Freedom of Speech Roundup

by    /  March 16, 2013  / No comments

In the weekly Freedom of Speech Roundup, Sampsonia Way presents some of the week’s top news on freedom of expression, journalists in danger, artists in exile, and banned literature.

Author Akram Aylisli has recently been persecuted by the authorities in Azerbaijan. Aylisli is one of many activists that have been silenced as a result of their criticism of the government. Photo: Wikimedia Commons.

As International Scrutiny Fades, Azerbaijan Scrambles to Silence Critics

Al Jazeera. In an increasingly repressive environment, over the past few months Azerbaijani authorities have been trying to silence all critical voices in the country, including democracy activists, the author Akram Aylisli, and both local and international journalists. Read here.

Mali: Newspaper Editor Arrested For Publishing Army Officer’s Open Letter

Reporters Without Borders. Editor and journalist Boukary Ndaou of Mali was arrested after printing an open letter from a soldier in Le Républicain. After Ndaou’s arrest, the staff of the newspaper voiced their concern in an editorial that called for a new look at media freedom in Mali. Read here.

Burma: It’s Tough to Start a Newspaper After 50 Years of State Censorship

The Atlantic. Burma’s government has announced that on April 1 daily newspapers will be free to publish. Though, according to local reports, of 17 media companies that have applied for daily licenses, eight have been approved for publication, six were denied, and three remain under consideration. Additionally, there are significant technological and managerial challenges to starting a daily paper in a country that was under state censorship for half a century, journalists say. Read here.

Why Free Speech is a Feminist Issue

Index on Censorship. On Women’s History Month writer and activist, Meredith Tax, says censorship is too often overlooked in discussions on gender equality. Read more.

Jillian York on the Problem with Banning Porn

Nieman Lab. An interview with Jillian York. The director at the Electronic Frontier Foundation explains how that pornography has never been something that people can define, so when you put a mechanism in place to block it, it creates a system that is ripe for abuse. Read here.

Egypt Bans ‘Jews of Egypt’ Screening

Huffington Post. The banned documentary, Jews of Egypt, follows the lives of the Egyptian Jewish community in the first half of the 20th century until they left under duress in large numbers in the late 1950s. It was screened in Egypt last year in a private film festival and had been approved by censorship, a regular procedure in Egypt. Read here.

Trailer for Jews of Egypt. Video: YouTube, Jewsofegypt.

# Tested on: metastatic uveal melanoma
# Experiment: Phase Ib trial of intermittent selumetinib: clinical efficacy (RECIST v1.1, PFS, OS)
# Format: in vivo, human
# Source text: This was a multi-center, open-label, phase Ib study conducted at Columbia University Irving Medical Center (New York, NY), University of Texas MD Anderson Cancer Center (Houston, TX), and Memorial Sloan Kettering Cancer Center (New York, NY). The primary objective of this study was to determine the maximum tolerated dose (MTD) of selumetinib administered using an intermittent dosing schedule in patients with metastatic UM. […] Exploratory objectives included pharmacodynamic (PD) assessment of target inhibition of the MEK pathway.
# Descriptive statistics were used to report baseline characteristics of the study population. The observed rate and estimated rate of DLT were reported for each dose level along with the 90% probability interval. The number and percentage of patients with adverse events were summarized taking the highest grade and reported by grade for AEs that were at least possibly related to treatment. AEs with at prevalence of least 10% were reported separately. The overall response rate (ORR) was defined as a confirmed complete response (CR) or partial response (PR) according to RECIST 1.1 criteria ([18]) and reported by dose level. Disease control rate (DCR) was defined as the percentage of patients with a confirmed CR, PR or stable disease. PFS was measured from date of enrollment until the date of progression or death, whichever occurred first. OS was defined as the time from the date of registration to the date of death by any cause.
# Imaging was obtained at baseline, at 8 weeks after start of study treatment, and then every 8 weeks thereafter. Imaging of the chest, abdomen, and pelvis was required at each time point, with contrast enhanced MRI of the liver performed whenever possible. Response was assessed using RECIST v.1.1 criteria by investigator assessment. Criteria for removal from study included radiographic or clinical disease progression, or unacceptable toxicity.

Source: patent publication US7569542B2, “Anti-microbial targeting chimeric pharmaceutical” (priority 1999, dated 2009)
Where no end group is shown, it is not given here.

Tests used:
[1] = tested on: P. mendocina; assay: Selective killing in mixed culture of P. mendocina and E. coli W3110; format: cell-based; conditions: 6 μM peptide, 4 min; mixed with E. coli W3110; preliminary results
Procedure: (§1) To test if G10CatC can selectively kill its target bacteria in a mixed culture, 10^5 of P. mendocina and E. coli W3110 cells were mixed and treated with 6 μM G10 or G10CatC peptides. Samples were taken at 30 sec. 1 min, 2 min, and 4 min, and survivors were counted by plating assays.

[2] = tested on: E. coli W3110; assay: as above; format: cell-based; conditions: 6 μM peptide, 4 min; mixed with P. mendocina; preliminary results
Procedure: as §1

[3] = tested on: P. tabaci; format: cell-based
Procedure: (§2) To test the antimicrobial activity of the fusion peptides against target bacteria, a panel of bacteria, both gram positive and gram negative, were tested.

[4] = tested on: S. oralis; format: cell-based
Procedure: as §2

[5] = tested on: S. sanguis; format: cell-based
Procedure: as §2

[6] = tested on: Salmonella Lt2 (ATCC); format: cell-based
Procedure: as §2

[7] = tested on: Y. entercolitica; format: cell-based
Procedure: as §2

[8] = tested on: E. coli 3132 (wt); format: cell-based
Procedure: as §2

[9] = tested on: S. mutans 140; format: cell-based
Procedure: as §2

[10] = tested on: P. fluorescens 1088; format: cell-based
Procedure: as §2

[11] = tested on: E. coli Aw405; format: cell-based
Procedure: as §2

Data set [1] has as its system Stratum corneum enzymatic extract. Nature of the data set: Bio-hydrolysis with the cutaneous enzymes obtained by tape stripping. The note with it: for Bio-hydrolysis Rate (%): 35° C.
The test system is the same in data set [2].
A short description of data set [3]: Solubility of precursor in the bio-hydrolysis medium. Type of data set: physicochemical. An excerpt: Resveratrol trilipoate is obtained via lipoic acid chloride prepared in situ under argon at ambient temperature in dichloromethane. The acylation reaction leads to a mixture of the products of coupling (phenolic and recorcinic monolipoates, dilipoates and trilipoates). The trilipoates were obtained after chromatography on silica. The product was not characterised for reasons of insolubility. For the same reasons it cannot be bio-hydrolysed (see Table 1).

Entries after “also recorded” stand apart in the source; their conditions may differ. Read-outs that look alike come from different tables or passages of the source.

Cuban blogger Yoani Sánchez gets Warm Welcome in New York City

Miami Herald. True to her style, Sánchez said she was enthused about meeting Americans and exchanging opinions and ideas about the situation on the island. In that context, she said she has not lost hope that Cuba will undertake changes that will lead to a democratic transition. Read here.

Somalia: Journalist who Covered a Rape Case is Still in Prison

The Guardian. Lul Ali Osman Barake has been released after being arrested for making her rape by several soldiers public. However, Abdiaziz Abdinur Ibrahim, the journalist who reported her story, is still being imprisoned. Barake is now working with human rights groups in Somalia to bring her attackers to justice and free Ibrahim. Read here.

China: Parliament Continues To Enforce Strict Press Guidelines

South China Morning Post. Despite last week’s meetings of China’s new parliament, where government restructuring was discussed, the media still faces increasingly strict censorship guidelines. Recently, journalists have reported being forced to stop the production of articles before they are even drafted. Read here.

Third Journalist Victim of Execution in Brazil

Reporters Without Borders. On March 8 crime reporter Rodrigo Neto de Faria became the third journalist to be murdered this year in Brazil. He was shot by two unknown gunmen. According to human rights minister Maria do Rosário the federal authorities regard it as an execution-style killing probably linked to his work. Read here.

The Vietnamese Government Is Crushing the Country’s Social Media Revolution

The Atlantic. Vietnamese Internet use has increased dramatically in the last few years, but the government is working to stifle it. Several anti-state bloggers have caught the attention of the government, and a handful of writers were imprisoned at the beginning of the year for “propaganda against the state.” Vietnamese officials are also currently working to limit social media activity. Read here.

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